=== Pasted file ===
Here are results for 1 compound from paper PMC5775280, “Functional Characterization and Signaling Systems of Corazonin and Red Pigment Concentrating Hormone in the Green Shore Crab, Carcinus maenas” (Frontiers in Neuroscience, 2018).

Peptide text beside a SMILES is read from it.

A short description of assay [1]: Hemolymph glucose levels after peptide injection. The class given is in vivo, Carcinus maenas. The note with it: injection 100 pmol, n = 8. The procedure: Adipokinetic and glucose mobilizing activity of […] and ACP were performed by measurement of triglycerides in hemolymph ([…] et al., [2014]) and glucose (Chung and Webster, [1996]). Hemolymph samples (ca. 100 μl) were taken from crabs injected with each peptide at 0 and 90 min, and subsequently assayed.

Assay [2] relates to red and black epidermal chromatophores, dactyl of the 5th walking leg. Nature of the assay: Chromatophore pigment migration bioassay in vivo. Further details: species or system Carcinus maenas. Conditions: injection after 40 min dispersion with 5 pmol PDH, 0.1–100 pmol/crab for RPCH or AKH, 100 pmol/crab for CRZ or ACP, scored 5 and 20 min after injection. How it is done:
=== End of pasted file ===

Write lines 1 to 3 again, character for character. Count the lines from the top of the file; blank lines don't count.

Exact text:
Here are results for 1 compound from paper PMC5775280, “Functional Characterization and Signaling Systems of Corazonin and Red Pigment Concentrating Hormone in the Green Shore Crab, Carcinus maenas” (Frontiers in Neuroscience, 2018).

Peptide text beside a SMILES is read from it.

A short description of assay [1]: Hemolymph glucose levels after peptide injection. The class given is in vivo, Carcinus maenas. The note with it: injection 100 pmol, n = 8. The procedure: Adipokinetic and glucose mobilizing activity of […] and ACP were performed by measurement of triglycerides in hemolymph ([…] et al., [2014]) and glucose (Chung and Webster, [1996]). Hemolymph samples (ca. 100 μl) were taken from crabs injected with each peptide at 0 and 90 min, and subsequently assayed.